Aristides de Sousa Mendes was not predestined to be a hero. He was a Portuguese diplomat who served his country for 30 years. However, Mendes had a keen sense of right and wrong, coupled with solid Christian values. Those attributes led him to openly defy his government to save the lives of thousands of people.
In a frenzied six-day period, Mendes set up a production line and issued 30,000 travel documents, visas and passports from his consul in Bordeaux as well as from the towns of Hendaye and Bayonne. It was all done against the strict orders of the Portuguese dictator António de Oliveira Salazar.
Born in 1885 in Cabanas de Viriato in the Centro Region of Portugal, Mendes belonged to a family whose blood ran with a hint of the aristocracy. His mother was the illegitimate granddaughter of the 2nd Viscount of Midoes.
Mendes had a comfortable upbringing as his father served in the Coimbra Court of Appeals and the family grew up to hold prestigious positions in public life. His brother Cesar became Foreign Minister and his other brother Paulo, became a naval officer.
Early in his career, the University of Coimbra law graduate showed his independent thinking. While in Brazil in 1919 Mendes was temporarily suspended by the Foreign Ministry, who regarded him as hostile to the republican regime.
After serving his country in Kenya, San Francisco, Zanzibar, and Brazil, he was appointed to the post of Consul-General of Bordeaux in France in 1938. When WWII broke out, Salazar issued his Circular 14 decree, which stated no Jews or dissidents were to be allowed passage to Portugal.
It forced Mendes to use his heart, not his head, and defy the Portuguese government. He risked all he had to give hope and the chance of a better life to thousands who would have been persecuted by the Nazi regime.
Mendes affirmed his belief that the constitution of his nation stated that people could not be persecuted on religious grounds. After announcing to his staff that he could not allow them to die at the hands of Hitler the production line of travel documents was set up.
Mendes saved the lives of 12,000 Jews as well as the entire Belgian cabinet and Otto von Habsburg, the last Crown Prince of Austria. People queued 24 hours a day, on the stairs, inside his flat, for the chance of being granted a golden ticket to flee France’s nightmare.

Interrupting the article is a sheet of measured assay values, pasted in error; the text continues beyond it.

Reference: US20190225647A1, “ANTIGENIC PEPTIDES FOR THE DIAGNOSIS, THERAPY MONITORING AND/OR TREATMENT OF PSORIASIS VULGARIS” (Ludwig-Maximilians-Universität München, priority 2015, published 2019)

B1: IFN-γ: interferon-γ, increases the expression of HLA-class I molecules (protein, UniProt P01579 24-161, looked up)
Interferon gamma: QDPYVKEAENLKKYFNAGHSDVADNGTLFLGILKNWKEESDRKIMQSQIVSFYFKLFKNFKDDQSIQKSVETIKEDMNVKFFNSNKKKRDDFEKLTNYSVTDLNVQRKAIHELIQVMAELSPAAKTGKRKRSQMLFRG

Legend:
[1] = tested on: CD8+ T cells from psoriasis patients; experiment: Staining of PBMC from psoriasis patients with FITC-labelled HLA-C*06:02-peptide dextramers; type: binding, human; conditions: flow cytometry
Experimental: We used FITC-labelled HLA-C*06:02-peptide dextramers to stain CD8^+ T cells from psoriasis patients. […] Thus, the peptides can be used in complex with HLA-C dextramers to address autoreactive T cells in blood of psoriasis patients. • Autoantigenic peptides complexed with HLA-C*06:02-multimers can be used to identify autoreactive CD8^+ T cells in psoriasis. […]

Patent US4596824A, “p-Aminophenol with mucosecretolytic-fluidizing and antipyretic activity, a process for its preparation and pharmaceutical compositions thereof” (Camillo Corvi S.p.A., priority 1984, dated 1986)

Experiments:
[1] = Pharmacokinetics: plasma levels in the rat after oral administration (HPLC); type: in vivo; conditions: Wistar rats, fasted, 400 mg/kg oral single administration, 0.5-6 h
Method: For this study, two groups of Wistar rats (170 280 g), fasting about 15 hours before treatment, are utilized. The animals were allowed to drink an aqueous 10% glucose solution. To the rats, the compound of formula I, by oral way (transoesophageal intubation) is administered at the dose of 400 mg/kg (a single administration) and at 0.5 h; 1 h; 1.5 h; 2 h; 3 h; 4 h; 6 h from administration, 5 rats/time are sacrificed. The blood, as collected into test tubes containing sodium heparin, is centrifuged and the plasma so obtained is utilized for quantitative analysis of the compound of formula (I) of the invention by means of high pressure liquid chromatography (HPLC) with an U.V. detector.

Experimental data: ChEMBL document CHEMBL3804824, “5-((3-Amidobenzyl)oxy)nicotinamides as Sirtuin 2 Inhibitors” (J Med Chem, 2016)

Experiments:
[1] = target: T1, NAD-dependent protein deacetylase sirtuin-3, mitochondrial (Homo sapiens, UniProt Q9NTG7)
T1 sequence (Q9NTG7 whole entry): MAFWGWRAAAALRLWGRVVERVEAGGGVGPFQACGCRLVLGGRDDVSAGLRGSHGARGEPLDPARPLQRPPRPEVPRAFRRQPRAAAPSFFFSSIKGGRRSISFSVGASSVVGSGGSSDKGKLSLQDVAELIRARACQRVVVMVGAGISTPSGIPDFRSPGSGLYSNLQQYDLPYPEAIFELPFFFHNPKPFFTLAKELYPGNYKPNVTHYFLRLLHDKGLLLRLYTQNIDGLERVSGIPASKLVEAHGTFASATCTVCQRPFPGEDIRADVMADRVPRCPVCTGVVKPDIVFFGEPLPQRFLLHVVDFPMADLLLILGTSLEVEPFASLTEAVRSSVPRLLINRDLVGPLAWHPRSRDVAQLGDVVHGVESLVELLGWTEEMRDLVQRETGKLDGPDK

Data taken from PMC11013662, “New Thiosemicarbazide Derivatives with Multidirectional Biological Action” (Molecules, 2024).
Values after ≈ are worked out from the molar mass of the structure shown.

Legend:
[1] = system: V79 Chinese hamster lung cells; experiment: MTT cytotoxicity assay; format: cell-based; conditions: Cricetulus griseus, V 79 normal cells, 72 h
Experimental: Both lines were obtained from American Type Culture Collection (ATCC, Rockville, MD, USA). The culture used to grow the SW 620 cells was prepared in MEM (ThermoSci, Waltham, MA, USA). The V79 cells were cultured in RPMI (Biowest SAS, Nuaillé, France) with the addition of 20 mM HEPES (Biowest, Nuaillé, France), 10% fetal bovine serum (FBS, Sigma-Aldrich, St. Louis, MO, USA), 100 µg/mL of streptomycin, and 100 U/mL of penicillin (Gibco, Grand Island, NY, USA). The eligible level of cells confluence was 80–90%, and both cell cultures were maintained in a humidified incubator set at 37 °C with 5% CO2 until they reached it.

Not only did he produce documents from his headquarters in Bordeaux, but he also helped people at the border. It was the final straw for Salazar, who hauled Mendes back to Lisbon and stripped him of his diplomatic status, his right to practice law and his pension. The family was blacklisted, and he was declared a disgraced non-person.
The state ordered that nobody was allowed to reach out to the Mendes family. Nearly all his children left the country for a new start. He died in 1954 in poverty in a Franciscan monastery.
It was a tragic end for a man who had helped thousands upon thousands to escape. 12,000 Jews were saved from starvation and probable death.
Eventually, Mendes received the recognition he deserved. In 1966 Israel made him a Righteous Among the Nations, an honor given to non-Jews who risked their lives during the Holocaust to save Jews from the Nazis. He was the first diplomat to be honored in that way.
It took another 20 years before his own government, which Mendes had served so faithfully for most of his life, recognized his heroism.
In 1988 the Portuguese Parliament dismissed all charges laid against him, restored his diplomatic status and awarded him the Cross of Merit.
However, there have been doubts cast on the number of visas that were issued by Mendes. For example, Yad Vashem historian, Avraham Milgram, has published several articles making the case that the figures were exaggerated.
It is reasonably certain that Mendes saved over ten thousand lives, and in 2015 the Holocaust education journal, Prism, published findings that supported that claim.
Since his death, there has been much work behind the scenes to promote his story. The Sousa Mendes Foundation was set up, including a US-based branch. One of its aims is to draw funds to develop his former home into a museum that will commemorate WWII and human rights.
It is important to remember people like Mendes. He saved more lives than Schindler, but his reputation was tarnished. Mendes risked everything for people he did not know. His story deserves to be known.